On the top floor of the Reunification Palace in Ho Chi Minh City, in what was once, 40 years ago, the South Vietnamese president’s personal suite, a series of animal skulls, gifts from foreign leaders, hang from the wall. Coming across these remains during a visit to the palace upon commencing his residency at Sàn Art, Nguyen Tran Nam saw in them the very essence of the trophy; its sanguinary core.
In a sense the palace itself has become just such a trophy, its furniture and fittings preserved – as if in aspic – since the North Vietnamese tanks rolled into the palace grounds in 1975. But it was a symbol from the historical museum in his hometown of Hanoi, a relic of French occupation later put to bloody use in the South during the American War, that Nam chose as the key signifier around which his works for this installation circulate: the guillotine.
In a room darkened as if for the display of ethnographic treasures, the floorspace is dominated by a 120cm-long granite sculpture, reworking the guillotine’s blade into a kind of religious iconography (A Part of the Structure, all works 2014). In a small display case hung on the wall, a like image of the executioner’s tool, its mechanism simplified into something between an Egyptian ankh and an American military medal of honour, is rendered in tin, small enough to be pinned to the breast of a uniform (Like a Variant). Between these two icons, death becomes both monument and commemorative badge.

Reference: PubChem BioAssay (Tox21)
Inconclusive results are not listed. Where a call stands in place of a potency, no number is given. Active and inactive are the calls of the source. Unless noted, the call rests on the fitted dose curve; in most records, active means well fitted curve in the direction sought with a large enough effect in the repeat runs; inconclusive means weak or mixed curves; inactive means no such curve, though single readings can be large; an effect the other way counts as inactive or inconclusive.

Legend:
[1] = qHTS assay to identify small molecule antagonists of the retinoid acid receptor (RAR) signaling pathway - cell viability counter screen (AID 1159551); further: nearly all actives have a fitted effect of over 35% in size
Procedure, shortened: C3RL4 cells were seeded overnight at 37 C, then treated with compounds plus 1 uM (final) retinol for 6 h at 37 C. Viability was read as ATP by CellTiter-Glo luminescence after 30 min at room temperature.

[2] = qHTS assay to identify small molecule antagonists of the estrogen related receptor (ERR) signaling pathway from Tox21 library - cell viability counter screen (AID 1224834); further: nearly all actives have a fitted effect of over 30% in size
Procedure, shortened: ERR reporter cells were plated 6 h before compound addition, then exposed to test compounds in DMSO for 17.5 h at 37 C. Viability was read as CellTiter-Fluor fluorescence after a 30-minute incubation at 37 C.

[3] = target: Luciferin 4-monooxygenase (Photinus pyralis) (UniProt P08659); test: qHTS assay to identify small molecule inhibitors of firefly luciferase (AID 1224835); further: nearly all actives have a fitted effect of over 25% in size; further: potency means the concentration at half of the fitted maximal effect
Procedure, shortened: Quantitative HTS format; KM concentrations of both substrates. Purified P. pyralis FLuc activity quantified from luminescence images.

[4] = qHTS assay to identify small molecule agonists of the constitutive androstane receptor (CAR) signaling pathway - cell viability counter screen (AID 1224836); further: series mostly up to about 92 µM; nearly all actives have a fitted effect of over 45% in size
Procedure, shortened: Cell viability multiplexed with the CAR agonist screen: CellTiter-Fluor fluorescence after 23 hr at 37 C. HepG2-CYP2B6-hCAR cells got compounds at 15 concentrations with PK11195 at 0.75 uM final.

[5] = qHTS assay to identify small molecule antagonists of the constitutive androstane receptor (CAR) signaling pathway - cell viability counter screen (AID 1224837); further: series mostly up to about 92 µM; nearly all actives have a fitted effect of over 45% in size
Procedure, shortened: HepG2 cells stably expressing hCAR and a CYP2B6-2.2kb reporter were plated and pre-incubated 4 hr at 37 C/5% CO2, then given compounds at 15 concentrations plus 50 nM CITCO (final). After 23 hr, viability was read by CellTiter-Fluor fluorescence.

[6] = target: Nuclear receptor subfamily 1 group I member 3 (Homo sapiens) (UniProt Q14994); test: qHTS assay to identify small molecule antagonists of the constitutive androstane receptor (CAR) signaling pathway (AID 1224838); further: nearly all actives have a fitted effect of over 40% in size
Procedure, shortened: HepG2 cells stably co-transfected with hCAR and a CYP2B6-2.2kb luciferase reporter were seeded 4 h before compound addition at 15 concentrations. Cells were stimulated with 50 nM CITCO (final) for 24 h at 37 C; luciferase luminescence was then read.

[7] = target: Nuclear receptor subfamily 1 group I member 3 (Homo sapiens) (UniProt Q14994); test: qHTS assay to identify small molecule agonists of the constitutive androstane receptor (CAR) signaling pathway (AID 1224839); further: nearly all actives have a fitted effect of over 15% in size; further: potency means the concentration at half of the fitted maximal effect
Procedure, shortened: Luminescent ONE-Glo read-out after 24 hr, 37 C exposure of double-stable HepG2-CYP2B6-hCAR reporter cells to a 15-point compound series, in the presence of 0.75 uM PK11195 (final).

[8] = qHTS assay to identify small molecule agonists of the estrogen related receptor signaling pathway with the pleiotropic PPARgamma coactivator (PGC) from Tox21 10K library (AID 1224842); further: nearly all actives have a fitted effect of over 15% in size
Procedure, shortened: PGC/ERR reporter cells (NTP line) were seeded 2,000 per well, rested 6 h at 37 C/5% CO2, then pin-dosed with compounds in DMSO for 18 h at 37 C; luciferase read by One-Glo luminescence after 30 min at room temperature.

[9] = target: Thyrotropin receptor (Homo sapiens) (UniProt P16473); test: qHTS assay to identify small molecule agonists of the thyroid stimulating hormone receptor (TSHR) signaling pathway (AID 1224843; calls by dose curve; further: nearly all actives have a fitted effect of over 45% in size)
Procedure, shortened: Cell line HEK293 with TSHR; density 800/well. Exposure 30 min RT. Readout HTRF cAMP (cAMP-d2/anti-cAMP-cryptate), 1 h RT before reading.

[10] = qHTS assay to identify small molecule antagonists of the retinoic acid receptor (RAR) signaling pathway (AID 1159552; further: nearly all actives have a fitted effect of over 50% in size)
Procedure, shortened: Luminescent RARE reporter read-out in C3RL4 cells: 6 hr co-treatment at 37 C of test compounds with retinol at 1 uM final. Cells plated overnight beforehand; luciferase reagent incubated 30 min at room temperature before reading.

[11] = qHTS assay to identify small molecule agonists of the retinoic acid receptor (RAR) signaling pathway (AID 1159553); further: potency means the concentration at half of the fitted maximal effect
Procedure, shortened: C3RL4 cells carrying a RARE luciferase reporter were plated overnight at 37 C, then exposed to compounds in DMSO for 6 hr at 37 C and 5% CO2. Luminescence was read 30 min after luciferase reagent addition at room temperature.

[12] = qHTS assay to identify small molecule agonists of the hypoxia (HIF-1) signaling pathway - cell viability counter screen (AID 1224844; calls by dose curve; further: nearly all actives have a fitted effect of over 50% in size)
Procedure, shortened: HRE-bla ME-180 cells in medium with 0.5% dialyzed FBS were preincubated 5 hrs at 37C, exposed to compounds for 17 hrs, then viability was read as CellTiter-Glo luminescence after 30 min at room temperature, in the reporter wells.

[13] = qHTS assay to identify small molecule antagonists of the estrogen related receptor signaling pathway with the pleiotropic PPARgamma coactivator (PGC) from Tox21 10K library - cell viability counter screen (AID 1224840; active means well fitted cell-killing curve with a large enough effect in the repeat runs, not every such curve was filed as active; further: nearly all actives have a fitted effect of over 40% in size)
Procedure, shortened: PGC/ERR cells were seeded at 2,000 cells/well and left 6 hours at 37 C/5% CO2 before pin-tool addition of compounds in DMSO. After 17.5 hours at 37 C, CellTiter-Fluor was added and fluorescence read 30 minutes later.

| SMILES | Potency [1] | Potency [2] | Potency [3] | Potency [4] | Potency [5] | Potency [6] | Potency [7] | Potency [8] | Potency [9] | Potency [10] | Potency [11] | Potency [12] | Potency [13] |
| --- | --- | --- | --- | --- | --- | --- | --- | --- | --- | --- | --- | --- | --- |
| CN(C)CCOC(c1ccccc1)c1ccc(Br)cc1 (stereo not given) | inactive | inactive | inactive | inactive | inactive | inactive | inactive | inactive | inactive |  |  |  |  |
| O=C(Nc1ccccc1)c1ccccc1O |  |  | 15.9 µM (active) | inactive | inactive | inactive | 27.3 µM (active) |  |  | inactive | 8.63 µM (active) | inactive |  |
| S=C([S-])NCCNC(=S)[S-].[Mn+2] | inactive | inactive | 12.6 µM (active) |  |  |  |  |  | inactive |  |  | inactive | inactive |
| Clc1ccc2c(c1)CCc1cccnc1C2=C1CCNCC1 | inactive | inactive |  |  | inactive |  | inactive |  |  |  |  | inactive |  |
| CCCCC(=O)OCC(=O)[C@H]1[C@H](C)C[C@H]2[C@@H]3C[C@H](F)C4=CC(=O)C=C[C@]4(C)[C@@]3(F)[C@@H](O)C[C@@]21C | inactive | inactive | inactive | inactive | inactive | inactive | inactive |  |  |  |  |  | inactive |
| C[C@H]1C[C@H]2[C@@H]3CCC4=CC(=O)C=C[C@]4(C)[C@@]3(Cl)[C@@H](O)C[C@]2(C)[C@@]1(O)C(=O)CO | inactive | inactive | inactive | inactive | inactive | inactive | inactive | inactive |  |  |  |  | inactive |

As if to nail the point, a vitrine at another wall contains three small rough-hewn mounds: one of stone, one of tin and a third composed of the artist’s own congealed blood (Endless Loop). History is made not only of the first two.
Another room, containing the work of HCMC resident Pham Dinh Tien, is stuffed with images of aircraft, inspired by Malaysia Airlines flight 370, whose disappearance last spring coincided with the beginning of Tran’s residency. But the first thing to catch one’s eye is a video triptych (Yesterday). All three frames appear at first to contain the kind of drifting cloud images you might acquire by pressing your smart phone to the window of a jumbo jet. Closer examination reveals something more sinister. On the left: a baby’s head, modelled on a found image of MH370’s youngest passenger; in the centre, a sugar cube at 1/35th human size; and on the right an aircraft. All three are modelled in sugar, slowly dissolving in water: a haunting image of the transience of existence.
On the floor, more planes; 16 of them this time in chrome-plated plastic, flying in diamond formation (When). Again, it’s only with a closer look that we catch what is so unsettling about this work: the strangely fleshy armature of the jets. Like something out of a David Cronenberg film, these aircraft seem to be formed of muscle and bone, their aerodynamic sheen suddenly revealed to be as tender and vulnerable as we are. The accident, as in the philosophy of Paul Virilio, then seems to be inevitable, encoded in the design. Another ‘endless loop’ besides Nguyen Tran Nam’s: along with the impermeable hard surfaces of history, its flesh and blood.
This article was first published in the April 205 issue.